Titan fans haven't had much to be excited about in nearly a decade, but with
the newfound competition at every position, this was one story that had to be
paper, the 2002-03 season appears to be the year Cal State Fullerton makes some
progress. Six quality new faces have been added to a roster
that already includes the best returning player in the Big West (Pape Sow) as
well as three other starters in Brandon Campbell, Derrick Andrew and Babacar
It’s been awhile but does anyone remember the last time the Titans had
this much talent in a given year? Some would say never. One guess might be the
1989-90 season which featured starters Cedric Ceballos, Mark Hill, Wayne Williams,
Agee Ward and David Moody. The backups were Ron Caldwell (Pac-10 transfer),
Aaron Wilhite (freshman but went on to play at UNC Charlotte), Bruce Bowen (freshman),
Van Anderson, Marlon Vaughn, John Sykes and Dareck Crane.
Unfortunately that team went 13-16 that year. The year before with this same
group and Derrick Jones, minus Bowen, Wilhite, Caldwell and Crane, they went
16-13, so perhaps it has nothing to do with the amount of talent. The bottom
line? Titan fans know what it’s like to have three, maybe four legitimate
Division I players on a team and now they crave the other side.
What can Donny Daniels do with a team that goes ten deep?
Well, they are about to find out thanks to a hard working coaching staff and
the ability to recruit with no restrictions. Here is a not-so-brief look at
what to expect at each of the five natural positions, along with some predictions
on who will win the battle for the starting role.
Point Guards: Zakee Smith vs. everyone?
The battle going on here is really not for the starting spot but on who will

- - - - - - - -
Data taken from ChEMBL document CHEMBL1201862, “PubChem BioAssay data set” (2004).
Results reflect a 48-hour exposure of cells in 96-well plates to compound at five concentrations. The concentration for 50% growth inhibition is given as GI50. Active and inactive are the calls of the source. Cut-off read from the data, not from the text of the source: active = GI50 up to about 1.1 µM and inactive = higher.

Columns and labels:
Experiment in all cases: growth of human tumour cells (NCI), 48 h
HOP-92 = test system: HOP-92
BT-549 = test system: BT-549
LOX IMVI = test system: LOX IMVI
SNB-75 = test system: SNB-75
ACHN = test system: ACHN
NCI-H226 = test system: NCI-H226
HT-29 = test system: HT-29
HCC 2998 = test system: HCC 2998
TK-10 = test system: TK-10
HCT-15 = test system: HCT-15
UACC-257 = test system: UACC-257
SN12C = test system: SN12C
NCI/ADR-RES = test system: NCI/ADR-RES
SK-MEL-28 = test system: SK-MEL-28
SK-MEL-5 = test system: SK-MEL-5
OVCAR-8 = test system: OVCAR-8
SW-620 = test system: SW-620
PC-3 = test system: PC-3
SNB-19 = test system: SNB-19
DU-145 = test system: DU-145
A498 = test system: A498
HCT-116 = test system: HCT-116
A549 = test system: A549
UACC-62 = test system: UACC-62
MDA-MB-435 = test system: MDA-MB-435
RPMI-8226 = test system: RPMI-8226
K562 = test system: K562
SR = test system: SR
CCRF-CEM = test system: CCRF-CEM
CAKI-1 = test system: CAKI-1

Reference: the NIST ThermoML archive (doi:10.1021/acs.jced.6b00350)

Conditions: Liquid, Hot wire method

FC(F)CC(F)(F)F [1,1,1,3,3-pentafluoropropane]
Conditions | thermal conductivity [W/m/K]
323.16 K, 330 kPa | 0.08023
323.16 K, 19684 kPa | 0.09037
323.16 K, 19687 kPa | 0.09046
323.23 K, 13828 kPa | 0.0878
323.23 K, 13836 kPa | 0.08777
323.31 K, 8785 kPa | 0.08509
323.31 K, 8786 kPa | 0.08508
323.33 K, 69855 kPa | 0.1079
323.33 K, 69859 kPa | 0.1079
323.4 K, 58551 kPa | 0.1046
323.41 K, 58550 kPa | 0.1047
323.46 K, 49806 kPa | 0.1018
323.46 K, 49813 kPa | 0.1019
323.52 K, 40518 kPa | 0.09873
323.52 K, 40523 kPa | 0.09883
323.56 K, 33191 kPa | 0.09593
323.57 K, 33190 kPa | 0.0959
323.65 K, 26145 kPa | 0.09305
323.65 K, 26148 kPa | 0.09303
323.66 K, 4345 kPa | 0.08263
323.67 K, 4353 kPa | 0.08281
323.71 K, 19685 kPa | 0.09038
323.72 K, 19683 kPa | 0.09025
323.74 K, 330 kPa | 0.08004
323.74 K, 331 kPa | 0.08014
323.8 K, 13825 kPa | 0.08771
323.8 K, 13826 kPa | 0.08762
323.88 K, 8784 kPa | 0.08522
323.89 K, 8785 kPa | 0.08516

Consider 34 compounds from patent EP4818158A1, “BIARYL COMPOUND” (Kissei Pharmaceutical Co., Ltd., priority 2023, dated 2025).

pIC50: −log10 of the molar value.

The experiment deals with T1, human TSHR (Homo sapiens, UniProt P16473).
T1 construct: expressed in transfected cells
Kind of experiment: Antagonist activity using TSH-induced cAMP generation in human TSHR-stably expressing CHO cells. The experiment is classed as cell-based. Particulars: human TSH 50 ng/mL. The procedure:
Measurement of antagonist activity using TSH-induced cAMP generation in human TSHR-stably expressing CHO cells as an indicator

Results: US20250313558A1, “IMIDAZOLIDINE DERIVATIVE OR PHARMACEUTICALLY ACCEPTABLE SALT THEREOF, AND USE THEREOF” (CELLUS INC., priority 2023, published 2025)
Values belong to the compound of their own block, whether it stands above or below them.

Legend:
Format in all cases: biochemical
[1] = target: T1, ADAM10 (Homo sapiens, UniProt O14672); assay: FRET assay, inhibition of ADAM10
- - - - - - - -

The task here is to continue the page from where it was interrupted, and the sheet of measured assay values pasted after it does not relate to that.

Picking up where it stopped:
see time as the backup to Zakee Smith. While fans may wish Denver Lopez steps
up and takes on this role, the fact remains he wasn’t able to last year
when the competition was next to zilch. This year Lopez will have to battle
with newcomers Federic Holm-hadulla (Fedi) and Anthony Bolton as well as last
year’s point guard Derrick Andrew who averaged 30+ minutes a game at the
Lopez may get his chance early on in the season and if he can correct his lack
of court vision and drastically improve on his assist to turnover ratio then
he has a shot. If not, look for Fedi, Bolton and Andrew to pick up the five
to 10 minutes a game as Smith’s backup.
Due to NCAA rules Fedi will not be eligible to play until the ninth game at
San Francisco (Dec. 28) because he participated
on a club team overseas. Fedi is a 21 year old sophomore who, according
to Daniels, “is an excellent outside shooter and a good ball handler.”
He is very quick and once he learns to play defense will add even more depth
to an already loaded backcourt.
Zakee Smith, on the other hand is what Coach Daniels has needed since his first
year as coach. Smith is a true playmaker who has the ability to get it to the
open man on the break as well as penetrate and dish it inside to Pape Sow in
a half court game. Smith will not average 14 assists as he did in the JC ranks
but should he role a seven, Titan gamers will worship him like no other. If
the Titans are destined to push the ball up the floor this year as Coach Donny
Daniels has indicated, Smith is a key component who needs to stay healthy.
Projected Winner: Zakee Smith with Fedi, Bolton and possibly Andrew
seeing time as his backup.
Shooting Guard: Derrick Andrew vs. Ralphy Holmes
Derrick Andrew will make the switch back to his natural position of off-guard
this season and he will be battling with Titan newcomer Ralphy Holmes for the
starting spot. Perhaps it may be premature to discount Derrick Andrew as he
has had a great summer working on his game as well as putting on a few pounds